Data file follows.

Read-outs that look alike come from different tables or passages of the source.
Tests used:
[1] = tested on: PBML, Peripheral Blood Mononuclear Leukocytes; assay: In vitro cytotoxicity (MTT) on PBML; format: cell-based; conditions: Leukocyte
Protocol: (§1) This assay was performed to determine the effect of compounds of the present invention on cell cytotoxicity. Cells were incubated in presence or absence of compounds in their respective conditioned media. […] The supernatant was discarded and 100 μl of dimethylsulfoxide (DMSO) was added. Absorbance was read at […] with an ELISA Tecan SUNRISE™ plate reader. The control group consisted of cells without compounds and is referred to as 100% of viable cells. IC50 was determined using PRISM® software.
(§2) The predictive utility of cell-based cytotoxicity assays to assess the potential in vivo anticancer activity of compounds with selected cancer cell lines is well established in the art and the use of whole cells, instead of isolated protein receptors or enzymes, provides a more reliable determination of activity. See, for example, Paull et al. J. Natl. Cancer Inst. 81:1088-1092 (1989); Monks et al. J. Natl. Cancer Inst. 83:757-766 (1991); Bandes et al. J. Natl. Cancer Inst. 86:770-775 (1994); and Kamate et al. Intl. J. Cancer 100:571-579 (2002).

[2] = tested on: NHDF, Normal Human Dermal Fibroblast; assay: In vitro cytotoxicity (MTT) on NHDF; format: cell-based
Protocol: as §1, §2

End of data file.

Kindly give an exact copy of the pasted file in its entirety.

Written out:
Read-outs that look alike come from different tables or passages of the source.
Tests used:
[1] = tested on: PBML, Peripheral Blood Mononuclear Leukocytes; assay: In vitro cytotoxicity (MTT) on PBML; format: cell-based; conditions: Leukocyte
Protocol: (§1) This assay was performed to determine the effect of compounds of the present invention on cell cytotoxicity. Cells were incubated in presence or absence of compounds in their respective conditioned media. […] The supernatant was discarded and 100 μl of dimethylsulfoxide (DMSO) was added. Absorbance was read at […] with an ELISA Tecan SUNRISE™ plate reader. The control group consisted of cells without compounds and is referred to as 100% of viable cells. IC50 was determined using PRISM® software.
(§2) The predictive utility of cell-based cytotoxicity assays to assess the potential in vivo anticancer activity of compounds with selected cancer cell lines is well established in the art and the use of whole cells, instead of isolated protein receptors or enzymes, provides a more reliable determination of activity. See, for example, Paull et al. J. Natl. Cancer Inst. 81:1088-1092 (1989); Monks et al. J. Natl. Cancer Inst. 83:757-766 (1991); Bandes et al. J. Natl. Cancer Inst. 86:770-775 (1994); and Kamate et al. Intl. J. Cancer 100:571-579 (2002).

[2] = tested on: NHDF, Normal Human Dermal Fibroblast; assay: In vitro cytotoxicity (MTT) on NHDF; format: cell-based
Protocol: as §1, §2